Shortly before he left office, former President Donald Trump handed out presidential pardons left and right. 74 to be exact, along with 70 sentence commutations.
But there’s a big problem with some of those pardons: They’re not worth the paper they’re written on, and federal prosecutors are making it clear than intend to fight them in court.
Such is the case with Steve Bannon, who served for a short time as a senior strategist in the early days of the Trump administration. Bannon got a pardon after allegedly ripping off thousands of people who donated millions of dollars to a non-profit that went by the name We Build the Wall. Turns out Bannon wasn’t actually interested in building a wall on the border. Instead, he was eager to line his own pockets by preying on the fears of the easily deluded fools who were convinced they could indeed help construct a wall on the U.S.-Mexico border.
On Thursday, federal prosecutors made clear in a letter to the court that Bannon’s indictment should not be dismissed, writing:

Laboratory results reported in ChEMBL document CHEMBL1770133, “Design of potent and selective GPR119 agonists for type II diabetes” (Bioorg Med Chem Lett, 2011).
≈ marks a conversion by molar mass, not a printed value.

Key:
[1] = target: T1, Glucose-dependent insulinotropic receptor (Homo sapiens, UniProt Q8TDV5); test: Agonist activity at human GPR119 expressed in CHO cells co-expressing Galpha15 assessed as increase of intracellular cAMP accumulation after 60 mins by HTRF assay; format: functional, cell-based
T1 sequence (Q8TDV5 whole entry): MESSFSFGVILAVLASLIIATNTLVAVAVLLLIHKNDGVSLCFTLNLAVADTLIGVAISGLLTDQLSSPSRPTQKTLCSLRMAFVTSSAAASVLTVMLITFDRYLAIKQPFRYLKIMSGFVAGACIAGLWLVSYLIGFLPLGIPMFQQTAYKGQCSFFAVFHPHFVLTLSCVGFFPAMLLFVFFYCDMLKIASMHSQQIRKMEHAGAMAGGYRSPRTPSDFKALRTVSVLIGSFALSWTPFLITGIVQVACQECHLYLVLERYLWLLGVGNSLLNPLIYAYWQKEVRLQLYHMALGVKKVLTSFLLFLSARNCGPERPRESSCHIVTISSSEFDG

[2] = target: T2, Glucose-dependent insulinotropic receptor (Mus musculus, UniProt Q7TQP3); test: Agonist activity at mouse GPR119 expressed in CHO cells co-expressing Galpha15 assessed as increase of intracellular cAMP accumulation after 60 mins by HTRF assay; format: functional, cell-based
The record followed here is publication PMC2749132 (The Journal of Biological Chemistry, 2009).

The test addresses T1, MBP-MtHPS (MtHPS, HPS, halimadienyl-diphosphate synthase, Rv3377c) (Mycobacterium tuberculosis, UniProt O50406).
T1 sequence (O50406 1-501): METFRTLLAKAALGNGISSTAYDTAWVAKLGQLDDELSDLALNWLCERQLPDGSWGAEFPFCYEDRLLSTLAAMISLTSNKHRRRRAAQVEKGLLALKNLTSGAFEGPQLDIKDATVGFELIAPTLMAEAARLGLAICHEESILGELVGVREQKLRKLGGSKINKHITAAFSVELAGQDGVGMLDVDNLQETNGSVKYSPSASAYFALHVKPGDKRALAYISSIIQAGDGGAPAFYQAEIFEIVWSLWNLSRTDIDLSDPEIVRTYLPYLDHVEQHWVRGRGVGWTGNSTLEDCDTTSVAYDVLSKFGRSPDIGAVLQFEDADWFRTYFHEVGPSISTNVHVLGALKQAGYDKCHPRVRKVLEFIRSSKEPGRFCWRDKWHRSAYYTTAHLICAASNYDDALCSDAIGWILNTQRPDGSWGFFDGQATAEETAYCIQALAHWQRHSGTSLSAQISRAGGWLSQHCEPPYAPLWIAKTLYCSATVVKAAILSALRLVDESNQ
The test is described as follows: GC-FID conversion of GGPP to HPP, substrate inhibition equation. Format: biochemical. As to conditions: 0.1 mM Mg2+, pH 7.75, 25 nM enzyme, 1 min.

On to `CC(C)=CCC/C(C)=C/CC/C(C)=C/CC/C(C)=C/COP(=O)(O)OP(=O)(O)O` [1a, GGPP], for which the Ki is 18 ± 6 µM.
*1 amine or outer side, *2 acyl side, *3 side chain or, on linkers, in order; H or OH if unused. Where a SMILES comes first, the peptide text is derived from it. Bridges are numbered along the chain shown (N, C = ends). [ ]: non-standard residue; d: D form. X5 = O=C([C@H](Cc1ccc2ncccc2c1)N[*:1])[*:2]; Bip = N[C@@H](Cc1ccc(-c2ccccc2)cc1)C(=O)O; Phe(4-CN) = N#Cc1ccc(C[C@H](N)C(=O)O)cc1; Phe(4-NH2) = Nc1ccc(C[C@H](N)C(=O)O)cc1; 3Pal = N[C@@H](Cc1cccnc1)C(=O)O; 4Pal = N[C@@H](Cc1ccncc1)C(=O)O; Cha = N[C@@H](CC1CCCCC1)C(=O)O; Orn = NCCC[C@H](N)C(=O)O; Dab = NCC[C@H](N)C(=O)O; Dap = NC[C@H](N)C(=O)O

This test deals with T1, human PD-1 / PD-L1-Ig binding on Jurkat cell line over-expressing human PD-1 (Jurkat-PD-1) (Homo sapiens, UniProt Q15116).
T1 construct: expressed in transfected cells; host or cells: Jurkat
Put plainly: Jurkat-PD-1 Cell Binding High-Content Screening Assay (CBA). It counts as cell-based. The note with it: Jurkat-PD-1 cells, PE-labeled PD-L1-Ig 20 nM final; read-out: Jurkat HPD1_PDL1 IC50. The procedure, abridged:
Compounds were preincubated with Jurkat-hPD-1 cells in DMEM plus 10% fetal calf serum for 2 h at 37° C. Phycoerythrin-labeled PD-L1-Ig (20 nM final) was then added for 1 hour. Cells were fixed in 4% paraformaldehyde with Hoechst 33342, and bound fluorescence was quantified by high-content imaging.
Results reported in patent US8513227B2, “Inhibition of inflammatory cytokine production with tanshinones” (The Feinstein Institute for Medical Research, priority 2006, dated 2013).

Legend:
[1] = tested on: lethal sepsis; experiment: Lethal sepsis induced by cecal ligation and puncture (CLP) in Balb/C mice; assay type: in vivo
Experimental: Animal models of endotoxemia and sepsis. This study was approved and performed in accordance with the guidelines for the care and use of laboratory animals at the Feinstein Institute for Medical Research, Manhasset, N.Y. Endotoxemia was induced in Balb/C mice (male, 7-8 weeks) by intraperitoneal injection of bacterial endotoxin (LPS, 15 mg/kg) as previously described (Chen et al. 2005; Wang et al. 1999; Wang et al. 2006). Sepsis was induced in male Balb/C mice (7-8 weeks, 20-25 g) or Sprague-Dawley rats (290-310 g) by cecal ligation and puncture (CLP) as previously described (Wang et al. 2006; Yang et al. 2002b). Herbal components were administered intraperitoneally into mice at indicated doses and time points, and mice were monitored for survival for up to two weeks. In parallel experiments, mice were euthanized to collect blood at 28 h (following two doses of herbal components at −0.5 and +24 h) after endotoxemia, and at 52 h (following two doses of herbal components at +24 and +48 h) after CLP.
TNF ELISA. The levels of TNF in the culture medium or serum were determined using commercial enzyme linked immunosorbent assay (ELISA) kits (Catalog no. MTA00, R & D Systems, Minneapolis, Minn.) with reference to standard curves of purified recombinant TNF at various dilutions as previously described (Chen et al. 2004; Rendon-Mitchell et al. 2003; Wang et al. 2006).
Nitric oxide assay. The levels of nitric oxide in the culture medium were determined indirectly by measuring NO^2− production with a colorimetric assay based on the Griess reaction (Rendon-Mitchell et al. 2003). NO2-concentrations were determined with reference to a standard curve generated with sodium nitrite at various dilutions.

“The fact that Bannon was pardoned does not extinguish the fact that a grand jury found probable cause to believe that he committed the offenses set forth in the Indictment, nor does it undercut the evidence of his involvement therein which the Government expects to elicit as part of its presentation at trial. Were the Court to dismiss the Indictment against Bannon, it could have a broader effect than the pardon itself, among other things potentially relieving Bannon of certain consequences not covered by the pardon.”
There’s also the matter of Manhattan D.A. Cyrus Vance, Jr., who is in the process of gathering evidence to indict Bannon. Since that would be a state crime, Bannon’s pardon from Trump would have zero power to keep him out of Rikers Island or Sing Sing, CNN reports:
No matter where he turns, Bannon — much like his former boss — is beset by legal problems. How sweet it would be to see both of them sent up the river for a very long time.